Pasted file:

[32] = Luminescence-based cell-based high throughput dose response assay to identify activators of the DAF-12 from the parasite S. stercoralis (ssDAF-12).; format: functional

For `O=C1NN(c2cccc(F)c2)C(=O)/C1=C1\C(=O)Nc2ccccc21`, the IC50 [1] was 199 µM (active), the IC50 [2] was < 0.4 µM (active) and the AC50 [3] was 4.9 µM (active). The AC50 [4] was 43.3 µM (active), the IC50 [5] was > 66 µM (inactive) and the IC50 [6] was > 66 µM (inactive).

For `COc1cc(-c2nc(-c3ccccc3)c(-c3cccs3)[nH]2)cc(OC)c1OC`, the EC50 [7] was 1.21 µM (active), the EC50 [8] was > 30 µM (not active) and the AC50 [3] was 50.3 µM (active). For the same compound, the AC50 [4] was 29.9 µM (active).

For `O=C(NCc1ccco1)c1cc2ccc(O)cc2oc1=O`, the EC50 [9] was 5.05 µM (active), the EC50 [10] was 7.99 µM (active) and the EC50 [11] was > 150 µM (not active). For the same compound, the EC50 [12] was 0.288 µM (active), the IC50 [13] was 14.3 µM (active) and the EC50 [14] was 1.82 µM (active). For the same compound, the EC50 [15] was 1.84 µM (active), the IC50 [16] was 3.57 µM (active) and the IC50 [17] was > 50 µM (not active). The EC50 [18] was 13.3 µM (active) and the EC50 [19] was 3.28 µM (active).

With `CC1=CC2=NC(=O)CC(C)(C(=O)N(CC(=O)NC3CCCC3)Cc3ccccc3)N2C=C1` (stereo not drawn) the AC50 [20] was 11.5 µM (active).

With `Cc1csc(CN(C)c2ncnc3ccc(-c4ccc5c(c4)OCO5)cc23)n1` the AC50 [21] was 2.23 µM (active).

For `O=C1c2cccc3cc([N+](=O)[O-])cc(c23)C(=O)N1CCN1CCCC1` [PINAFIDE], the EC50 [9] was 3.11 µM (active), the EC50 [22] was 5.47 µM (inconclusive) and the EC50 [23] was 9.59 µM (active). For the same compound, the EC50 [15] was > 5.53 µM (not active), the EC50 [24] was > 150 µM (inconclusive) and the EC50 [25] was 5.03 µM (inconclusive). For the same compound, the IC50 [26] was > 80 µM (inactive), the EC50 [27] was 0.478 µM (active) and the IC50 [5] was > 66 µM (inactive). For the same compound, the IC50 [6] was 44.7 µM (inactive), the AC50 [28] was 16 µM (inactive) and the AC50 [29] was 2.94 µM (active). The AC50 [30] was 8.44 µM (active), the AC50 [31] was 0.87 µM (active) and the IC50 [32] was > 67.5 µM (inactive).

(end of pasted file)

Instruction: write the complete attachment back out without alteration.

[32] = Luminescence-based cell-based high throughput dose response assay to identify activators of the DAF-12 from the parasite S. stercoralis (ssDAF-12).; format: functional

For `O=C1NN(c2cccc(F)c2)C(=O)/C1=C1\C(=O)Nc2ccccc21`, the IC50 [1] was 199 µM (active), the IC50 [2] was < 0.4 µM (active) and the AC50 [3] was 4.9 µM (active). The AC50 [4] was 43.3 µM (active), the IC50 [5] was > 66 µM (inactive) and the IC50 [6] was > 66 µM (inactive).

For `COc1cc(-c2nc(-c3ccccc3)c(-c3cccs3)[nH]2)cc(OC)c1OC`, the EC50 [7] was 1.21 µM (active), the EC50 [8] was > 30 µM (not active) and the AC50 [3] was 50.3 µM (active). For the same compound, the AC50 [4] was 29.9 µM (active).

For `O=C(NCc1ccco1)c1cc2ccc(O)cc2oc1=O`, the EC50 [9] was 5.05 µM (active), the EC50 [10] was 7.99 µM (active) and the EC50 [11] was > 150 µM (not active). For the same compound, the EC50 [12] was 0.288 µM (active), the IC50 [13] was 14.3 µM (active) and the EC50 [14] was 1.82 µM (active). For the same compound, the EC50 [15] was 1.84 µM (active), the IC50 [16] was 3.57 µM (active) and the IC50 [17] was > 50 µM (not active). The EC50 [18] was 13.3 µM (active) and the EC50 [19] was 3.28 µM (active).

With `CC1=CC2=NC(=O)CC(C)(C(=O)N(CC(=O)NC3CCCC3)Cc3ccccc3)N2C=C1` (stereo not drawn) the AC50 [20] was 11.5 µM (active).

With `Cc1csc(CN(C)c2ncnc3ccc(-c4ccc5c(c4)OCO5)cc23)n1` the AC50 [21] was 2.23 µM (active).

For `O=C1c2cccc3cc([N+](=O)[O-])cc(c23)C(=O)N1CCN1CCCC1` [PINAFIDE], the EC50 [9] was 3.11 µM (active), the EC50 [22] was 5.47 µM (inconclusive) and the EC50 [23] was 9.59 µM (active). For the same compound, the EC50 [15] was > 5.53 µM (not active), the EC50 [24] was > 150 µM (inconclusive) and the EC50 [25] was 5.03 µM (inconclusive). For the same compound, the IC50 [26] was > 80 µM (inactive), the EC50 [27] was 0.478 µM (active) and the IC50 [5] was > 66 µM (inactive). For the same compound, the IC50 [6] was 44.7 µM (inactive), the AC50 [28] was 16 µM (inactive) and the AC50 [29] was 2.94 µM (active). The AC50 [30] was 8.44 µM (active), the AC50 [31] was 0.87 µM (active) and the IC50 [32] was > 67.5 µM (inactive).